Colour coding is a system used to identify and differentiate things from each other. Let us understand the below example of helmet colour coding:
Safety Sign and Color Use
After determining your needs, work with your health and safety representative or committee to set standards for signs and colors to use throughout the workplace.
Ensure the signs and colors are used consistently. Research shows that companies that have implemented a uniform sign and color system to make hazards more visible and easy to identify have successfully lowered their injury frequency rates. Workers know that signs and colors mean the same thing even when they work in different departments or plant locations. It also enables employees to quickly locate first aid, fire fighting and other emergency equipment.
The signs and colors in your workplace should provide enough information for persons to protect their health and safety. Signs, especially those that indicate hazards, should:
attract a person’s attention
clearly identify the nature of the hazard
specify the immediate action required
be posted in a place that provides enough time for a person to read the sign and act accordingly
be easily recognized and understood by all employees
reflect the needs of those who have visual limitations or who do not speak English
be sized or placed according to the importance of the message
Purpose of the Helmet Color Code
Apart from safety, there are other reasons too. If safety is the only thing, then all of us can wear the same color of a hard hat while working.
The reasons for different color codes are,
To identify a person and his responsibility
Situation 1 – Assume, you have faced some electrical issue on the first floor and like to inform the responsible person to shut down the power on that floor. If you can easily identify the person from far among a crowd, you can easily instruct him to shut down the power supply by action. It also avoids unnecessary delay in emergency situation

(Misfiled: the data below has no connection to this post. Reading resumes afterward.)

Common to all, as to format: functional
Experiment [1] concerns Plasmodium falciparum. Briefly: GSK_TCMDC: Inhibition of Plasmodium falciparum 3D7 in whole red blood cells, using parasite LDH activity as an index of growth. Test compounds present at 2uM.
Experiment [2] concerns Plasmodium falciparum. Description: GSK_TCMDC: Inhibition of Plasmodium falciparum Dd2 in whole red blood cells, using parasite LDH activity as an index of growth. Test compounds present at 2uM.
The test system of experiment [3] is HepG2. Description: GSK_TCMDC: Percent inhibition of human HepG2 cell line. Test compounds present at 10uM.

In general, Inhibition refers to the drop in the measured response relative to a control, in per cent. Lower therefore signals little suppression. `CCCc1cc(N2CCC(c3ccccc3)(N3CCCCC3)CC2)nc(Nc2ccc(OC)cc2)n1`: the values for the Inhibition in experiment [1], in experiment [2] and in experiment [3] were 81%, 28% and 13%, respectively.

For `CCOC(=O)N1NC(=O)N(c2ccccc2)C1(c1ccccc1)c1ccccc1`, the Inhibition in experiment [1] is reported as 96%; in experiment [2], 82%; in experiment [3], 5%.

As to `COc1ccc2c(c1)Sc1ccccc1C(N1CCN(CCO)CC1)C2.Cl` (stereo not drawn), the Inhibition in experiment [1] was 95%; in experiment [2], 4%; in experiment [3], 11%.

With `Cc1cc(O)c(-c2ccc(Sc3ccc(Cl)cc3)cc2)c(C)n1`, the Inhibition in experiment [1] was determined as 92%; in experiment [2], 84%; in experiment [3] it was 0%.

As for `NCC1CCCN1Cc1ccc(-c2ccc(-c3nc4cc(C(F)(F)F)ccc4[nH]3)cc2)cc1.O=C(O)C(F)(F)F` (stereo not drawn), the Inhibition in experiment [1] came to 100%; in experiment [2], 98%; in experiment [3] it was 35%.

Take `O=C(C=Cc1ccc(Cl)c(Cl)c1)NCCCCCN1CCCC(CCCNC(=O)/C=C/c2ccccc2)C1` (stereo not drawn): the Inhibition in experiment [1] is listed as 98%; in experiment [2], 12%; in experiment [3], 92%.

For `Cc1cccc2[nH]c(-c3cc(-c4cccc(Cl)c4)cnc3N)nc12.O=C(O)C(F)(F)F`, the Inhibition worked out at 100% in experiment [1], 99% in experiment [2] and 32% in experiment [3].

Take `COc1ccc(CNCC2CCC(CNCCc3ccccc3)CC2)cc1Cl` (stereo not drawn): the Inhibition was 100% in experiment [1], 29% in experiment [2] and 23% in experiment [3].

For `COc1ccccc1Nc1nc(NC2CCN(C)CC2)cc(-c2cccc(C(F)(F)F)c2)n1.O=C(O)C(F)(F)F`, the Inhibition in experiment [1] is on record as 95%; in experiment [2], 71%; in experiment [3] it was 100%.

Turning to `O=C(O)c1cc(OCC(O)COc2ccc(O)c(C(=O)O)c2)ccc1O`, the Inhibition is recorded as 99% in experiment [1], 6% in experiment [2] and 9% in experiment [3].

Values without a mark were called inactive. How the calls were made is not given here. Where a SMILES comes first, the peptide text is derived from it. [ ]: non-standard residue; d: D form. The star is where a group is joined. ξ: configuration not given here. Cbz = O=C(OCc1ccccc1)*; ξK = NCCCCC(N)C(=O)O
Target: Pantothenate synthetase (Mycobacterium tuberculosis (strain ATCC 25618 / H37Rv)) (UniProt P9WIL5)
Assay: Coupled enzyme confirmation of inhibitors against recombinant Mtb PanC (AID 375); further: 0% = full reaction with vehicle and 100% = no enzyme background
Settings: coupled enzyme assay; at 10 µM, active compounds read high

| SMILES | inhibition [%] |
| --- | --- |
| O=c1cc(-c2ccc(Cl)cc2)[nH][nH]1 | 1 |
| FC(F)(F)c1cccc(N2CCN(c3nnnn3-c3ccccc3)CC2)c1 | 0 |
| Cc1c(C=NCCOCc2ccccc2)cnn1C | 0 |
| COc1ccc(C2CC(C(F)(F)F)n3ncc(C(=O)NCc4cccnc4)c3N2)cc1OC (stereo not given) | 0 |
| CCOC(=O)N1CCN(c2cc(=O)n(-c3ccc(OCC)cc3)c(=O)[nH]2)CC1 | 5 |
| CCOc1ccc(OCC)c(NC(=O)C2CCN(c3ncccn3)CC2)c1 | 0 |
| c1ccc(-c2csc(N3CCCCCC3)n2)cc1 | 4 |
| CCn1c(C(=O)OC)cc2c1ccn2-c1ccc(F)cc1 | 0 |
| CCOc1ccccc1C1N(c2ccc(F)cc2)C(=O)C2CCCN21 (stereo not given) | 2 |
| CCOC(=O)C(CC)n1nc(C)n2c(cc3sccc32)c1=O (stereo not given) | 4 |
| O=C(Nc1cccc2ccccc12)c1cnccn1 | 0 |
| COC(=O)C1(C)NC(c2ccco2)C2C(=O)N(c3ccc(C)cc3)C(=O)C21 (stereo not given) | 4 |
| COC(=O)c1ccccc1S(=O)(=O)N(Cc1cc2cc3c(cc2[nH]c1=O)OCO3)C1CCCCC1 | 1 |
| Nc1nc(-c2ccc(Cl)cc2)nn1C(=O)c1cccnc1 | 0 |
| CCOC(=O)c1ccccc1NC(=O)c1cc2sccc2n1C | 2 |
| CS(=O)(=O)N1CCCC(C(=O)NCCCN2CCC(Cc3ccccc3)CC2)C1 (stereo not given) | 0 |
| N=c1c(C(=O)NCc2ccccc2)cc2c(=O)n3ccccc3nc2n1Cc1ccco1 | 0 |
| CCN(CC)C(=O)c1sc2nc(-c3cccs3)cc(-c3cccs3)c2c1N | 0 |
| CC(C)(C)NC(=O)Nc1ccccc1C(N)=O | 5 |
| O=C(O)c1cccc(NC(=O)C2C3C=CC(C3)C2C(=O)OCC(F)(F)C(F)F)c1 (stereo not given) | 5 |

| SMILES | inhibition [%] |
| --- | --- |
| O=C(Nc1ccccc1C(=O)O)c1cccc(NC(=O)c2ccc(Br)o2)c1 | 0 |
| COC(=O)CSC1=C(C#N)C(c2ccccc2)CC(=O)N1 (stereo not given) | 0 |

To avoid any accidents
Situation 2 – Assume, you are going to operate some heavy machine, for safety purpose you have to call out all the manpower out of that field. If you can spot any type of hard hats under your work swing, you could instruct them to go away and can avoid accidents.
In a situation where you have to ensure safe lifting operation, I suggest you check below link:
In case of an emergency you can do the following:
There is always the potential for emergencies to occur at your facility. To reduce your exposure to potential emergencies, your employer has to develop an emergency action plan. Emergency actions plans are developed to provide guidelines on what actions to take if an emergency should occur at your facility.
What is an emergency action plan?
There are minimum elements which should be included in an emergency action plan. These elements include:
1. Evacuation procedures and exit route assignments. Your employer will also point out the location of internal shelter areas, and exterior safe areas for evacuation (assembly point).
2. Procedures to be followed by employees who remain to operate critical plant operations before they evacuate. Some critical plant operations include gas, electrical, power, and water. Chemical manufacturing processes could also be included.
3. Headcount procedures to account for you and your coworkers after emergency evacuation has been completed.
4. Rescue and medical duties for those employees who are to perform them.
5. Procedures for reporting fires and other emergencies.
6. Names or regular job titles of persons or departments who can be contacted for further information or an explanation of duties under the plan.
Additional information Your employer will also explain:
• How to report fires, hazardous chemical spills, and other emergencies.
• Procedures for sounding emergency alarms on-site.
• Who to notify in the event of an emergency.
• What phones to use and numbers to call.
• Location and use of emergency fire alarms.
• Critical plant operations and those responsible for their operation/shut down.
• Accounting for all employees after emergency evacuation.
• Personnel designated to perform rescue and medical duties.
• Alarm system.
• Recognition of different alarms, such as audio and visual.
• Who is to be contacted for more information on the emergency action plan.
• Where a written copy of the plan can be obtained.